By Danny Hoffman, Maryland Media Relations Student Assistant
COLLEGE PARK, Md. - Youth is served for the University of Maryland women’s tennis team. Of the Terps’ eight-member roster, all but one of the players is an underclassman.
“We are children,” head coach Daria Panova said. “For four of them it is their first semester and for three of them it is their second semester. We only have one person [with experience], and she is a redshirt junior.”
A young team is nothing new for Panova here at Maryland. Last year, her first as the Terps’ head coach, she had five first year players, three of whom are still on the team for the 2013-14 season. But that is where the comparisons between last year and this year end for the women’s tennis team.
“I wasn’t here last year, but Daria said that the difference between last year and this year is crazy, and we are looking really good,” said Olivia Gaudreault, one of this year’s freshmen.
The four freshmen, Gaudreault, Kristina Hovsepyan, Alexandra Stanova, and Cassandre Thebault, look to make an impact immediately for the Terps, and will have to grow up quickly in order for this team to have the kind of success that they expect.
“Everyone can agree that there is no comparison to last year,” Panova said. “We are much better, but we cannot just settle for being better than last year. We want to be good enough to be great.”
Panova has created a new set of standards for Maryland tennis, and her four freshmen seem to be the key to putting together the kind of achievement Panova anticipates.
Kristina Hovsepyan, a freshman from Denver, Colorado, transferred to the prestigious Chris Evert Tennis Academy in Florida after her sophomore year of high school. Her experience there has helped her on the court and off of it as she transitions to both college tennis and college life.
“I went to a tennis academy for two years in Florida before this so I was away from my family and in boarding school, so being away from family hasn’t been that big of a difference in college,” said Hovsepyan.
“I like the training a lot here because we are with the coaches and the other players a lot,” she added. “It was like that at the academy, but not the same because we are more of a team as opposed to competing against each other there. I think I’ve adjusted pretty well.”
Hovsepyan has also stepped up early for the Terps, advancing to the semifinals of the Cissie Leary Invitational, her first college tournament.
Her head coach has high praise for her. “Kristina probably has the best hands I have ever seen for a freshman,” Panova said. “She can come in a couple of times a game, which a lot of adult and professional players do not do. If she works hard and she keeps getting better she can be great.”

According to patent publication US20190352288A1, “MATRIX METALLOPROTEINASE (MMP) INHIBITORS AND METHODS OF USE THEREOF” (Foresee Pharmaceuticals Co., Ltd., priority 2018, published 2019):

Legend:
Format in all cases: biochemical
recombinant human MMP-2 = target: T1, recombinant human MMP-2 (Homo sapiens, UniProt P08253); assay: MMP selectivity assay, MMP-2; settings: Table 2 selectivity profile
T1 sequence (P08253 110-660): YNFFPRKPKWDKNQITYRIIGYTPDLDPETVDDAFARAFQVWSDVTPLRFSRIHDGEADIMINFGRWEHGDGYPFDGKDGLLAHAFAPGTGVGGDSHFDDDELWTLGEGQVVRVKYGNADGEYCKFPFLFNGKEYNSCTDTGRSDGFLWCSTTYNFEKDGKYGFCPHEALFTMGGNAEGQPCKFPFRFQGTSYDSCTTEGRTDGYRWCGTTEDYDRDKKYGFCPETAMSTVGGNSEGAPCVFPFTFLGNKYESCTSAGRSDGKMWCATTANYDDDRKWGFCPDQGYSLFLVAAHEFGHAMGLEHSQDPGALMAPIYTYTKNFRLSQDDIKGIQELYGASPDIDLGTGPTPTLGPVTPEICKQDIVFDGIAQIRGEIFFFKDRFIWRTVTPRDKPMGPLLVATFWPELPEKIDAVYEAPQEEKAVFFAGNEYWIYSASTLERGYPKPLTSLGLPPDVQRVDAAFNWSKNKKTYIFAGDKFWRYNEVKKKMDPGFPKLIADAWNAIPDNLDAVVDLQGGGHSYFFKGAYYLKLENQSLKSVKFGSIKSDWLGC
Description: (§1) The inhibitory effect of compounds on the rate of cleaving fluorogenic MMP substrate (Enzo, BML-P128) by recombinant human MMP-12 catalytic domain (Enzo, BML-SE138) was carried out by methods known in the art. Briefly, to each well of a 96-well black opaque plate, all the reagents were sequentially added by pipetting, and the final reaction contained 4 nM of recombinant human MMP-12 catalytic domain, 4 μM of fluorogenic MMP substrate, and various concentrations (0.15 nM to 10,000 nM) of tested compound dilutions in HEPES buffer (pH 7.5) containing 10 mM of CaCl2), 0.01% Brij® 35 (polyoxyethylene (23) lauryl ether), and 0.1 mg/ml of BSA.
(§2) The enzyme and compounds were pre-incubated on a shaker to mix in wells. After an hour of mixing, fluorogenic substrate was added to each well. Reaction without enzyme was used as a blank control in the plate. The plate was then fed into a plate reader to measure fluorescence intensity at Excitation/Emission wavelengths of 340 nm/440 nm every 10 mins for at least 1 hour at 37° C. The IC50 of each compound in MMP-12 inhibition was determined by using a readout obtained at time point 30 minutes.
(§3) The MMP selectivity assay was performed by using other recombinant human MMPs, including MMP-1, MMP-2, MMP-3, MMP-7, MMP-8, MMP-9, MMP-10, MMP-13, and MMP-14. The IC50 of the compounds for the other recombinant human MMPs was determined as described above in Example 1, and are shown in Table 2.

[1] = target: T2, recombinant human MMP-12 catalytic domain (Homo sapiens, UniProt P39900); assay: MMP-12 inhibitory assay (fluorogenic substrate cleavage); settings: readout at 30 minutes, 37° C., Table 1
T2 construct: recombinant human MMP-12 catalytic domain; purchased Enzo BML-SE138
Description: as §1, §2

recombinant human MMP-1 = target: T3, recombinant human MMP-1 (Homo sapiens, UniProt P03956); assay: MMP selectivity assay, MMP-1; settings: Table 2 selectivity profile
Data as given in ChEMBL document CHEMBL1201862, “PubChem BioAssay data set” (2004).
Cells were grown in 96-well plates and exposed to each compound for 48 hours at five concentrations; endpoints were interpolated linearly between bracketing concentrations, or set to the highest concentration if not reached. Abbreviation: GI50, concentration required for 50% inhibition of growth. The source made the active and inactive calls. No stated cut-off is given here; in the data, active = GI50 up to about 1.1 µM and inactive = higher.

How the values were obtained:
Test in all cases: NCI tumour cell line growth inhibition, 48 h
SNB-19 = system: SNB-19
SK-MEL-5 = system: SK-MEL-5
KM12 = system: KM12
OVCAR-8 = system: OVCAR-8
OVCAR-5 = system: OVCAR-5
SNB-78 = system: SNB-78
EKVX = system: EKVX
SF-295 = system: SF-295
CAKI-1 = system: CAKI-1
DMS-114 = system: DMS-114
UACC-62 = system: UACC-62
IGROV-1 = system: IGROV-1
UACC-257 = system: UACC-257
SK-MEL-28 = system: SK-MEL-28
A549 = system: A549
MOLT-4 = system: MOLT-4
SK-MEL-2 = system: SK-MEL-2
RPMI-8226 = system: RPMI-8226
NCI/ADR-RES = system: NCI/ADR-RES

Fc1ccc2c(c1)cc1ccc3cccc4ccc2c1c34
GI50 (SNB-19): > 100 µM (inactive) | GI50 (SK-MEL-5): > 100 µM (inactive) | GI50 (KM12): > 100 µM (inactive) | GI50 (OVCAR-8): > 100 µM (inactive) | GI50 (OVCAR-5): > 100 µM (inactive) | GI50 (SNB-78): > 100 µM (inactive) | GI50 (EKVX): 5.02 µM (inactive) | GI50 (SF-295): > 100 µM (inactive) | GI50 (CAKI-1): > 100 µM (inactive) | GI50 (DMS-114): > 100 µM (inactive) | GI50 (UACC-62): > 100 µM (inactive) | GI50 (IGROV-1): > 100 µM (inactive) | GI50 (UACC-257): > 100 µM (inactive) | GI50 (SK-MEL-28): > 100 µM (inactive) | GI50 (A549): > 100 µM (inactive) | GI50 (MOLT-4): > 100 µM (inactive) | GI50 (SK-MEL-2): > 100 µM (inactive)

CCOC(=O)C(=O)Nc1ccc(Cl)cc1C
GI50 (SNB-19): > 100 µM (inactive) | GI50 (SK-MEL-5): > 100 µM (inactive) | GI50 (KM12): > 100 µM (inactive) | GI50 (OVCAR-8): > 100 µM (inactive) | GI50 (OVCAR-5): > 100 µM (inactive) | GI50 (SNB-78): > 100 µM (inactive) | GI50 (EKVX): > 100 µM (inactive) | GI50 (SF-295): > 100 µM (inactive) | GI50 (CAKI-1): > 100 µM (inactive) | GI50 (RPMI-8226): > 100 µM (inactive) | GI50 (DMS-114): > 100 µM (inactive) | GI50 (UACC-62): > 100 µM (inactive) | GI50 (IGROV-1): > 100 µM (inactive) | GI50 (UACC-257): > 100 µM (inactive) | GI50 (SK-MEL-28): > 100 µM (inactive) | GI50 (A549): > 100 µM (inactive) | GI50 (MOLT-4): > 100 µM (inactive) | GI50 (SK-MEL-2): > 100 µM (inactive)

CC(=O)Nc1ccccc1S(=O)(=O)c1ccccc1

Another of the Terp freshmen is local Olivia Gaudreault of Annapolis. Terp tennis has been in her blood ever since her grandfather played at Maryland, so she is natural member of the Maryland tennis community. She is a high-energy “glue that holds the team together” type player, according to Coach Panova.
Gaudreault’s enthusiasm is key for her tennis team, and she sees the Terps’ youth as an opportunity for camaraderie, as opposed to a necessary hurdle. “I actually love [how young we are] because we are going to be together for four years in the same place,” she explained. “We all get along so well. The atmosphere and energy is so good.”
Maryland women’s tennis also welcomes in two international freshmen to the tennis program. For Alex Stanova and Cassandre Thebault, the challenges of playing college tennis and balancing schoolwork are enhanced by the challenges of being in a foreign country.
Alex Stanova, a freshman from Slovakia, dominated youth completion before Maryland, winning 11 national tournaments in singles and 13 national tournament titles in doubles.
Panova applauded her freshman; “She has every stroke in the book. She knows how to create, but she just needs to get her timing, her tiredness, and her soreness out of the way, so she can succeed individually and be one of the better players on the team.”
Getting used to the difficulty of college tennis is enough to help Stanova get over the issues of being so far away from home. “It is my first time being away from home. It is difficult, she said. “I am missing my family and friends a lot, but I am enjoying myself and I am so busy that I do not really have time to think about all of that.”
The Terps’ other international freshman is Cassandre Thebault from France. Panova described Thebault as “amazingly talented and blessed with incredible physical characteristics. She is tall and strong.”
Coach Panova is very high on of her freshmen. “All of them take criticism very well,” she said. “If you tell them they need to work harder they nod and try to work harder. We are learning, and in the first month they already learned more than a lot of people.”
If they all play as well as they could, and improve as quickly as Panova thinks they should, how much better can this Maryland tennis team be? Kristina Hovsepyan thinks this team can achieve big things. “I think everyone’s ultimate goal is to make NCAAs at the end of the year,” she said.